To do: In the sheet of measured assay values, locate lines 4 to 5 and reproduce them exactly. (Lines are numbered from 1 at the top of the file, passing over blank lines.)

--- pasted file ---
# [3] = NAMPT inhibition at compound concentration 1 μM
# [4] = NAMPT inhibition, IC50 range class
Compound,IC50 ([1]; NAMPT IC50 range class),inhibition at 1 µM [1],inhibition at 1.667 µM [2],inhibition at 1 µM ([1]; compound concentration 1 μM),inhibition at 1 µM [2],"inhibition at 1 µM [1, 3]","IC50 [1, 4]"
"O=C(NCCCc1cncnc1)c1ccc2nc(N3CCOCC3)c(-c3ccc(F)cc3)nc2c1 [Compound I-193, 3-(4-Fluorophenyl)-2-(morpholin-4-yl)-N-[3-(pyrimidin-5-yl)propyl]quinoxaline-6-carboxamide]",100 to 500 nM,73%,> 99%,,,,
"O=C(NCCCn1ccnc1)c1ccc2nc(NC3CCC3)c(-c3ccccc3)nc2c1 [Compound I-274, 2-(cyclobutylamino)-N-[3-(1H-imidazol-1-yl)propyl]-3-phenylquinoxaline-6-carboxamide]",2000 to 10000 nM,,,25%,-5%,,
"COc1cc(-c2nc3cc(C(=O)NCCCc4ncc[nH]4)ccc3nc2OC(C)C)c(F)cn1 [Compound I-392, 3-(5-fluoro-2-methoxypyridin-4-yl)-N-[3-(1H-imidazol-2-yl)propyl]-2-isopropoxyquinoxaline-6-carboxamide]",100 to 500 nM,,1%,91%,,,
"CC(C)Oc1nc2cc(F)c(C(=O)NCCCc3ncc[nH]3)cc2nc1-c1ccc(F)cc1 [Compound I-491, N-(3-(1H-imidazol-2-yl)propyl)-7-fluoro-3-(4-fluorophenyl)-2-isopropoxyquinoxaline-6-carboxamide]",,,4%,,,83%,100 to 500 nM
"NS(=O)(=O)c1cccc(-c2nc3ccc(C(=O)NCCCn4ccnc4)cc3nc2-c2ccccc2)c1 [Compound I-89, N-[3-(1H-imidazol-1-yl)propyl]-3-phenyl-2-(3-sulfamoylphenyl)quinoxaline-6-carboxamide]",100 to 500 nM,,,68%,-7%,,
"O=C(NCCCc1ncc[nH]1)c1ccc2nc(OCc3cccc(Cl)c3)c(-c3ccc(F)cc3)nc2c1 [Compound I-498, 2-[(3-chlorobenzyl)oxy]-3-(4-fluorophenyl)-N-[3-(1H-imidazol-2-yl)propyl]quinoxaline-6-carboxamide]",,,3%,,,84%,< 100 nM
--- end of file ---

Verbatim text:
"O=C(NCCCc1cncnc1)c1ccc2nc(N3CCOCC3)c(-c3ccc(F)cc3)nc2c1 [Compound I-193, 3-(4-Fluorophenyl)-2-(morpholin-4-yl)-N-[3-(pyrimidin-5-yl)propyl]quinoxaline-6-carboxamide]",100 to 500 nM,73%,> 99%,,,,
"O=C(NCCCn1ccnc1)c1ccc2nc(NC3CCC3)c(-c3ccccc3)nc2c1 [Compound I-274, 2-(cyclobutylamino)-N-[3-(1H-imidazol-1-yl)propyl]-3-phenylquinoxaline-6-carboxamide]",2000 to 10000 nM,,,25%,-5%,,